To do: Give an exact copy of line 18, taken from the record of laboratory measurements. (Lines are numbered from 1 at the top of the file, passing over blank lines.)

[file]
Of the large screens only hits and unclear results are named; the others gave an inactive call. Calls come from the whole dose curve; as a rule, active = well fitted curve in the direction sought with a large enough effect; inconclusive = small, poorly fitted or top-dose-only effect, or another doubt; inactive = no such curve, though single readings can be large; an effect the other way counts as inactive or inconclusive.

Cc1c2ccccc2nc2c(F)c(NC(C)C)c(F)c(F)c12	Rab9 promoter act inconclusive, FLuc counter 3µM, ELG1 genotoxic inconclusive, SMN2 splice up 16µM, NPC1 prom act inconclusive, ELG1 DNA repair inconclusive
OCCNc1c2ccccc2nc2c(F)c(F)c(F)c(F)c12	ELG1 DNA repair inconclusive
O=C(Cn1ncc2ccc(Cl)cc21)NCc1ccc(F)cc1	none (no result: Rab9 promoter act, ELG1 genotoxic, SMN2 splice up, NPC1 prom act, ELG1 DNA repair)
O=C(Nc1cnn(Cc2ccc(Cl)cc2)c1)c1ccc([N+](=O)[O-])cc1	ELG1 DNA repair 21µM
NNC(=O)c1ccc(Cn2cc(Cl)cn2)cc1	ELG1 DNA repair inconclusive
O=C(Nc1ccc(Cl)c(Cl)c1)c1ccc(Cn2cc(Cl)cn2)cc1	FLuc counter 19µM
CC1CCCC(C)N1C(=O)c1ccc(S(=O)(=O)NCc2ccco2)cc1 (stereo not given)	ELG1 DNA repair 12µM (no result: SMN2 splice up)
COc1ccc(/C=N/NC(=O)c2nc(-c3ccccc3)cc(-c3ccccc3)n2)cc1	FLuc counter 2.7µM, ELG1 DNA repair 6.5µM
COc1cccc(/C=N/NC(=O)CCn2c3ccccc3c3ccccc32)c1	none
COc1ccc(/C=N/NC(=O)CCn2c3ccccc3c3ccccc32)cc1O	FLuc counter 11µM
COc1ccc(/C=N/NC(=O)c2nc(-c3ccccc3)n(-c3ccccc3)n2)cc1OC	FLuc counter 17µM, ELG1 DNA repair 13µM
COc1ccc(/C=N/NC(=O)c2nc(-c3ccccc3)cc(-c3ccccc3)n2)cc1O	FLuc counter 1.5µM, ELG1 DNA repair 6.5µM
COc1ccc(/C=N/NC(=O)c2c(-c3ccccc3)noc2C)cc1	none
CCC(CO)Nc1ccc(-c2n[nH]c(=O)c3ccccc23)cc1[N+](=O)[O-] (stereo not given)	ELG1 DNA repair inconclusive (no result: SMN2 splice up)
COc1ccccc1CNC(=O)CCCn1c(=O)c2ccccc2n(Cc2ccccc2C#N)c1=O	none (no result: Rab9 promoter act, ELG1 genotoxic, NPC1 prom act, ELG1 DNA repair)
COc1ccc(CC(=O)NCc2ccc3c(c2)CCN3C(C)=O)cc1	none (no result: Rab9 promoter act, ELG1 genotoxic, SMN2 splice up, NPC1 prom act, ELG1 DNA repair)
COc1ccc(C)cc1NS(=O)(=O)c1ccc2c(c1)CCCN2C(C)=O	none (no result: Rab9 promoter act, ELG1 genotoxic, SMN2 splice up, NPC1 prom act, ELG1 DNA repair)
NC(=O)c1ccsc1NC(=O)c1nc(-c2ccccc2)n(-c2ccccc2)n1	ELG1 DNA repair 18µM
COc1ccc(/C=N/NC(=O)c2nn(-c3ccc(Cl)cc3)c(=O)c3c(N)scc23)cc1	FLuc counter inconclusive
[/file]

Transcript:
COc1ccc(C)cc1NS(=O)(=O)c1ccc2c(c1)CCCN2C(C)=O	none (no result: Rab9 promoter act, ELG1 genotoxic, SMN2 splice up, NPC1 prom act, ELG1 DNA repair)